Thursday, January 30, 2014

Review: Iced Earth, "Plagues of Babylon"

These days, I approach a new Iced Earth record with both high hopes and a little trepidation.

Once upon a time, Iced Earth was pretty close to what I’d consider the perfect band. They struck that sweet spot for me in their blend of heaviness, speed and melody. Guitarist and founder Jon Schaffer could play with blazing speed and crunch, but vocalist Matt Barlow — and later, Tim Owens — were actually great singers that balanced that out and gave things a bit of a darker vibe.

Then something happened. After two albums with Owens, who many fans for some reason never embraced, he left the band in 2007 in favor of Barlow, who had come back to music after a stint in law enforcement inspired by Sept. 11.

Monday, January 27, 2014

Review: Beasto Blanco, "Life Fast, Die Loud"

It doesn’t matter how many records I listen to in a year, I always seem to miss a few good ones. Live Fast, Die Loud is one of those that I didn’t get to in 2013.

Beasto Blanco was formed by long-time Alice Cooper bassist Chuck Garric and also includes Cooper bandmates Chris Latham and Glen Sobel and Alice’s daughter Calico Cooper. So there will be no surprise when you hear the shock-rock master’s influence on this record. What may be a little more surprising is that Live Fast, Die Loud is a better White Zombie record than Rob Zombie himself has churned out in quite a while.

Saturday, January 25, 2014

Saturday Shuffle: III, Dash Rip Rock, SRV, Waylon and Willie, Ramones

This might be the first shuffle with no metal in it. We've got some country, some blues, some punk, but no metal ...

Hank Williams III, "Cocaine Blues." From the album Risin' Outlaw (1999). There's probably not a more appropriate Johnny Cash tune for III to cover. It's a song that already had much of the bad attitude that III brings to it. I'll choose Cash's version every time (as III himself probably would, too), but this one's very faithful and pretty solid.

Saturday, January 18, 2014

Saturday Shuffle: Jackyl, Maiden, W.A.S.P., Dangerous Toys, Twisted Sister

Though three of the five songs are from the early 1990s, it feels like a very '80s sort of week ...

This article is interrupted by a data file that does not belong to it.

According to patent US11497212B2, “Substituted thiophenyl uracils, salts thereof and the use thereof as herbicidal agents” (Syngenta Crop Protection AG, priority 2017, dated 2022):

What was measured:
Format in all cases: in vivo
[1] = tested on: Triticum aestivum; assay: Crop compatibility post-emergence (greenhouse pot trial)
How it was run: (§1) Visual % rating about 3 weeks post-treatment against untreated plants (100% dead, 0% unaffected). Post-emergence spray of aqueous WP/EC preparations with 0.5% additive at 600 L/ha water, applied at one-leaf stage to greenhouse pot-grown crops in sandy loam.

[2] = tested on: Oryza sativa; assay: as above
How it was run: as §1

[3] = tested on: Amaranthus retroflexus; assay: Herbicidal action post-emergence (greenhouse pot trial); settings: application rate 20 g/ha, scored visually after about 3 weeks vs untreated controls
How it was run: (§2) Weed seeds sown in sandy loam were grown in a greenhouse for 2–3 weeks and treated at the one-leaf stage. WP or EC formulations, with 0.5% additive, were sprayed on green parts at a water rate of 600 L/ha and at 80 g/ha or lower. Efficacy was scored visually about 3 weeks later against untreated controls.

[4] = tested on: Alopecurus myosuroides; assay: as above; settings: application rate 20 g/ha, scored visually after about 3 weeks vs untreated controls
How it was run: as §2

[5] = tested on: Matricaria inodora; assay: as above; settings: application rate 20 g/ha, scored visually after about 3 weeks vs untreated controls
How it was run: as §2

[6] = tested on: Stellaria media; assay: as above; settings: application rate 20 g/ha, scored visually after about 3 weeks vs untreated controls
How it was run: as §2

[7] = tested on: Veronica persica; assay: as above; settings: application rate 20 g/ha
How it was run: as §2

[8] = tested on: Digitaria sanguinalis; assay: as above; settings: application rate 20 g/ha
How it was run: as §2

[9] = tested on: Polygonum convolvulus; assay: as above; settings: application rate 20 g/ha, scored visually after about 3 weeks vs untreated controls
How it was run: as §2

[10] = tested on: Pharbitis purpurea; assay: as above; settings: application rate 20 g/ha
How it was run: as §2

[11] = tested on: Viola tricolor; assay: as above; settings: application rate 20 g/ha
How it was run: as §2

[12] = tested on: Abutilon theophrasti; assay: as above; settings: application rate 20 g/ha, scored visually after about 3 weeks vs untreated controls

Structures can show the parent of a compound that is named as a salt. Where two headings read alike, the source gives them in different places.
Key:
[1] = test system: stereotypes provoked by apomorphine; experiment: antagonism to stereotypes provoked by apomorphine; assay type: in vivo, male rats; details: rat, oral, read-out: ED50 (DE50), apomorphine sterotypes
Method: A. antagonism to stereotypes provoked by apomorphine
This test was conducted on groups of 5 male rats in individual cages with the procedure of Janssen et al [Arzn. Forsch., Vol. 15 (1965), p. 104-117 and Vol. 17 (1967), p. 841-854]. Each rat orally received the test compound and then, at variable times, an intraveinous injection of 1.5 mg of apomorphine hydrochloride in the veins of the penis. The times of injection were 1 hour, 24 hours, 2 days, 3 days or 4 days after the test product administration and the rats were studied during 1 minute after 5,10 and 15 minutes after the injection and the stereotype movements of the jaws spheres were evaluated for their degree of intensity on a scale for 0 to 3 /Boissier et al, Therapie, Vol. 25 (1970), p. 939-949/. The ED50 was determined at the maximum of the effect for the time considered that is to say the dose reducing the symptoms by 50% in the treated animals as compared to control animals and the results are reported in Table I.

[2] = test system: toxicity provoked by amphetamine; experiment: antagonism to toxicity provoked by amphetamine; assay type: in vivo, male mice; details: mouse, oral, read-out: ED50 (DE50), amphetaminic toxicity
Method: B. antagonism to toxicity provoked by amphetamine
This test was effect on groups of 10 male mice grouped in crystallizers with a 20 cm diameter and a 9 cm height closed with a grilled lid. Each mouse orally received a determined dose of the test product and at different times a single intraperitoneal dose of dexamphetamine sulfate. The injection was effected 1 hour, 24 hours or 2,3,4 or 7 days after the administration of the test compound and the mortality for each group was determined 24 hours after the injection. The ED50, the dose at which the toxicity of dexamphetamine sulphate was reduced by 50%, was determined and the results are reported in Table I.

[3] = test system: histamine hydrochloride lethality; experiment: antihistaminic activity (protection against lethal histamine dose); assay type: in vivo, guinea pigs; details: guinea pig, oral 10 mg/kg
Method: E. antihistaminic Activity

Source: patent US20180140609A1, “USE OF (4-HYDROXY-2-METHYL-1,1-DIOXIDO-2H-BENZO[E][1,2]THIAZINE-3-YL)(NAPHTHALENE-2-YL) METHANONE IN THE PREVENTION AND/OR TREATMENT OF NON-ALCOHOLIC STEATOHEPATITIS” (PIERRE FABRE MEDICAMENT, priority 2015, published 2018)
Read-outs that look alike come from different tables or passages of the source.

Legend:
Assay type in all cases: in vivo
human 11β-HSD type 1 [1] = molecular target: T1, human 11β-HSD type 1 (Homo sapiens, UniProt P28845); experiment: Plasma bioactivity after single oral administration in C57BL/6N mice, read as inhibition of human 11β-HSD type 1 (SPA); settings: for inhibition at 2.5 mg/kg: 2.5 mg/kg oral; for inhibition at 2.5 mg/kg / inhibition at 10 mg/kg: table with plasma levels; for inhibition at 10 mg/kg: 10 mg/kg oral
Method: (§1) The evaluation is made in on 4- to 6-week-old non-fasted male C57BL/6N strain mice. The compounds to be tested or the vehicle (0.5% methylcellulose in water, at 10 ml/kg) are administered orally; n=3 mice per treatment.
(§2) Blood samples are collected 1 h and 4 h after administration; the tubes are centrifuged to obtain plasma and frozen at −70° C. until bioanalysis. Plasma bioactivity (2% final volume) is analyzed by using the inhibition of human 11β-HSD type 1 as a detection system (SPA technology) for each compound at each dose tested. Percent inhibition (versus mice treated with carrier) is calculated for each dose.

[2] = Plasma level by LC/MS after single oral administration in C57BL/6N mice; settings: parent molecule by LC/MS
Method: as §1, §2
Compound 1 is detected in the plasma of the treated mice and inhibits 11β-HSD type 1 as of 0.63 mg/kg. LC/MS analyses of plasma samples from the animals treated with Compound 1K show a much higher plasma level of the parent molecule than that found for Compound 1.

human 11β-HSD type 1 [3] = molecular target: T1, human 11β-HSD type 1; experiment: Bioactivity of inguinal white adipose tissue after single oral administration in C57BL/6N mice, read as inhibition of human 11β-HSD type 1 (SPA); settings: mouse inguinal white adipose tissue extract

Jackyl, "Let's Don't Go There." From the album Cut the Crap (1997). Arguably the first ballad from a band that had previously prided itself on not doing ballads (I'm going to agree with their statement that "Secret of the Bottle" was an attempt at a country song rather than a ballad). Yeah, they rock it up on the chorus, but it's still a ballad. Not a bad song, but not one of the best from the record.

Saturday, January 11, 2014

Saturday Shuffle: Anthrax, Monster Magnet, Brian Sivils, Priest, Nuge

A pretty hard rocking lineup this week, with a little love for a local bluesman thrown into the middle of the mix ...

Anthrax, "Efilnikufesin (N.F.L.)." From the album Among the Living (1987). Among the Living is easily the best album of the Joey Belladonna lineup, and arguably, the band's career. When I was a bit younger, "Efilnikufesin" was one of my favorite tunes, mainly because of the title. (I wrote a short story for class in high school that included a wizard named "Efilnikufesin." Wonder if the teacher ever figured it out.) I still like it, but it's not one of my favorites on the record anymore.

Thursday, January 9, 2014

Review: Nightwish, "Showtime, Storytime"

I’ll make a confession at the top of this review that will invalidate my opinion in the eyes of many Nightwish fans, but I didn’t really like the band with Tarja Turunen.

I didn’t dislike Tarja, and in fact own a couple of Nightwish albums from that era — Once (of course) and Wishmaster — but I just couldn’t go all in for the band with those soprano vocals. Turunen is a fantastic singer, and no one can deny that, but at times I thought those operatic tones were, perhaps, a bit too pretty for a metal band.

My opinion of the band started to change a bit when Annette Olzon came aboard. She had a bit more of a rock ‘n’ roll voice that I believed fit the music better and certainly appealed to me more. In fact, the band’s last record Imaginaerum is my favorite and ranked high on my best-of list for 2012.

That brings us to the Showtime, Storytime concert film, recorded at the Wacken Open Air Festival last summer, the band’s first official recording with new singer Floor Jansen. And Wow. Just Wow.